The goal I’ve had for that newspaper column has been to provide a resource for the folks who read it that helps them enjoy better relationships with their friends and family members; the people they interact with most frequently. That said, the same tools I share in the column apply at least as much in the business world because the relationships we build with the teams we lead have direct ties to the ever-important profitability we’ve been looking at here!

When we’ve built strong relationships with our teams, and we communicate with them clearly on a consistent basis, we become likely candidates for experiencing the magic of employee engagement and buy-in. When I cover these topics in a group setting, I use an analogy of a row boat and explain that the actively engaged employees are the ones who have their oars in the water and are rowing just as hard as they can to help the boat reach its destination. Unfortunately, the highest I’ve ever seen any employee engagement study show for these actively engaged folks has been just over 30%.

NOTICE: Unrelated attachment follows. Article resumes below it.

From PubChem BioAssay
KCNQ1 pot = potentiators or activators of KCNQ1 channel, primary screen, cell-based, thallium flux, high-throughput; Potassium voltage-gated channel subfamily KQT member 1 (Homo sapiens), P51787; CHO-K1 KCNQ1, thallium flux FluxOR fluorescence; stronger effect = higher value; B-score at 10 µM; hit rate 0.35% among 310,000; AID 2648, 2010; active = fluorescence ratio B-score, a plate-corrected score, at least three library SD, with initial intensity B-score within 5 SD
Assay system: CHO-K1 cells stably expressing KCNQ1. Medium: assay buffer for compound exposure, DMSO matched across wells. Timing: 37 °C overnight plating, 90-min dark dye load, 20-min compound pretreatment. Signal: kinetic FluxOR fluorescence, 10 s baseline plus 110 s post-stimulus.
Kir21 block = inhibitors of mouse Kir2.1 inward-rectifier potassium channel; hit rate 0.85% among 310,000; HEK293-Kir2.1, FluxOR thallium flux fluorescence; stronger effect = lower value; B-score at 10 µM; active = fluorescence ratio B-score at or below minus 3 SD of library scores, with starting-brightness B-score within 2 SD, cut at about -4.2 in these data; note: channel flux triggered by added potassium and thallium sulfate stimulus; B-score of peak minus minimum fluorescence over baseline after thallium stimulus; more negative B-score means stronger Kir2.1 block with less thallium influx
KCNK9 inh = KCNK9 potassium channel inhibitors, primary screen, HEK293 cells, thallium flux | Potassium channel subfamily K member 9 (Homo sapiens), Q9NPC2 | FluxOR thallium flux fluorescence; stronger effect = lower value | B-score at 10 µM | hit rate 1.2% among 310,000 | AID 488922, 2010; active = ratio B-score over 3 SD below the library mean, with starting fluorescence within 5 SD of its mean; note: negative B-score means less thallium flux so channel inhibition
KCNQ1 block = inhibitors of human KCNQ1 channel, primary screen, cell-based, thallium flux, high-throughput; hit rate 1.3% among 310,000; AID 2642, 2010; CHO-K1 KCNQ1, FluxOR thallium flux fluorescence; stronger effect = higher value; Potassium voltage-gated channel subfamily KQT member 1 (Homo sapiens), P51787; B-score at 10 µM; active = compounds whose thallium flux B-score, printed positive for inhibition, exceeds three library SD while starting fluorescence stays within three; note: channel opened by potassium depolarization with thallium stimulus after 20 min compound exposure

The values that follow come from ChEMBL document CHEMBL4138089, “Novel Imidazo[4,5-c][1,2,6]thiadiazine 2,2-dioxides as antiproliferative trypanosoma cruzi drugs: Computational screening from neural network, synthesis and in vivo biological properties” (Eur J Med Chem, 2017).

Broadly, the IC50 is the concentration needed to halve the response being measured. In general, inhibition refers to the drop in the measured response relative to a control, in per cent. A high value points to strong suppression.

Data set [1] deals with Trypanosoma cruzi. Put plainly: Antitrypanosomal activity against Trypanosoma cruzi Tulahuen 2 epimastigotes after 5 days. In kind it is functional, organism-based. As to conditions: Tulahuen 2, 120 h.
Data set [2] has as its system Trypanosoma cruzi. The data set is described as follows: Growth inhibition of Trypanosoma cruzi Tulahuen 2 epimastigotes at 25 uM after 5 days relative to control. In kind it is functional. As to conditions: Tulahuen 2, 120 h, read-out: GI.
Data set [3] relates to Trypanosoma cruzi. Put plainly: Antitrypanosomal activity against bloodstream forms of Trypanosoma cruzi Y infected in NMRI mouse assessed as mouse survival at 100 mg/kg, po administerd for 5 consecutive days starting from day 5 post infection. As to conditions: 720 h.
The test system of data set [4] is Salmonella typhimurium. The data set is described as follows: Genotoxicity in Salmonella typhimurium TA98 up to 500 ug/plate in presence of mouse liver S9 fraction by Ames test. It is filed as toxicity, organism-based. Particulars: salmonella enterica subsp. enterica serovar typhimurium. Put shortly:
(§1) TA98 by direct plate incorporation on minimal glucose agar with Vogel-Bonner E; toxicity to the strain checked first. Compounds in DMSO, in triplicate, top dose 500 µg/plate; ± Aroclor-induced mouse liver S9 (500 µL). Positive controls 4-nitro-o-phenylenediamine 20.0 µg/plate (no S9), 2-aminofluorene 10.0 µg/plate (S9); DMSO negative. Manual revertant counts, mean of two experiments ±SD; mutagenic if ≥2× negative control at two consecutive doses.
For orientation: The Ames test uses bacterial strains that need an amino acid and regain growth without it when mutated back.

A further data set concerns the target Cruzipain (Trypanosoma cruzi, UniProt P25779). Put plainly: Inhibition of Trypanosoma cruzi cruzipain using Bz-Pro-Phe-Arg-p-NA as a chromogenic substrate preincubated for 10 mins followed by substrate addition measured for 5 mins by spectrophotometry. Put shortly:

Quite frankly, I don’t believe active employee engagement needs to top-out there and we’ll work through the specifics of how we can each address it in our teams soon when we dig into that profitability killer in more detail. For now though, I’ll challenge you to consider whether you’ve ever been completely bought into an idea or as actively engaged as you were capable of when the person leading the team had not invested the energy to communicate effectively with you. (Hint: I know the answer…)